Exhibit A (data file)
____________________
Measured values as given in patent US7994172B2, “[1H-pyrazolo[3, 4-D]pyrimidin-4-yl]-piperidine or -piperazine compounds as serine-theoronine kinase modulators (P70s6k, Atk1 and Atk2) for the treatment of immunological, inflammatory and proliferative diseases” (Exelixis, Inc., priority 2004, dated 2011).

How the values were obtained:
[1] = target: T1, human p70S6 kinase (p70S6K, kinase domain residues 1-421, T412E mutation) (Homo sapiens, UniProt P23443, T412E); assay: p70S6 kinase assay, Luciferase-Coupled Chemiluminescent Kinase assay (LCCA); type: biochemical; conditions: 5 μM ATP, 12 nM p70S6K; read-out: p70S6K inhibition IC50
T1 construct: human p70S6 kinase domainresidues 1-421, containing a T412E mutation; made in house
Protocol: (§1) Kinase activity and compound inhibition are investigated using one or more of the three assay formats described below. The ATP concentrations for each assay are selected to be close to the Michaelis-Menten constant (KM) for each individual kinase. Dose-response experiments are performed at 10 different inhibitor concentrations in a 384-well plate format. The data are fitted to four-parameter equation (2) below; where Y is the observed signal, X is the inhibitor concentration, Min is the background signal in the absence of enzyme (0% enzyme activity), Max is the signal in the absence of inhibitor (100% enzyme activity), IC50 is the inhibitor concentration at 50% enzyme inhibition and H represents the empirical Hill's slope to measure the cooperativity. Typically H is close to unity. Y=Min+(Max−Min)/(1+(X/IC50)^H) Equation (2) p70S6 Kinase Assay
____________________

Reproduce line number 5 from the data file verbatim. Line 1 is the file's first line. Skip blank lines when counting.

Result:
Protocol: (§1) Kinase activity and compound inhibition are investigated using one or more of the three assay formats described below. The ATP concentrations for each assay are selected to be close to the Michaelis-Menten constant (KM) for each individual kinase. Dose-response experiments are performed at 10 different inhibitor concentrations in a 384-well plate format. The data are fitted to four-parameter equation (2) below; where Y is the observed signal, X is the inhibitor concentration, Min is the background signal in the absence of enzyme (0% enzyme activity), Max is the signal in the absence of inhibitor (100% enzyme activity), IC50 is the inhibitor concentration at 50% enzyme inhibition and H represents the empirical Hill's slope to measure the cooperativity. Typically H is close to unity. Y=Min+(Max−Min)/(1+(X/IC50)^H) Equation (2) p70S6 Kinase Assay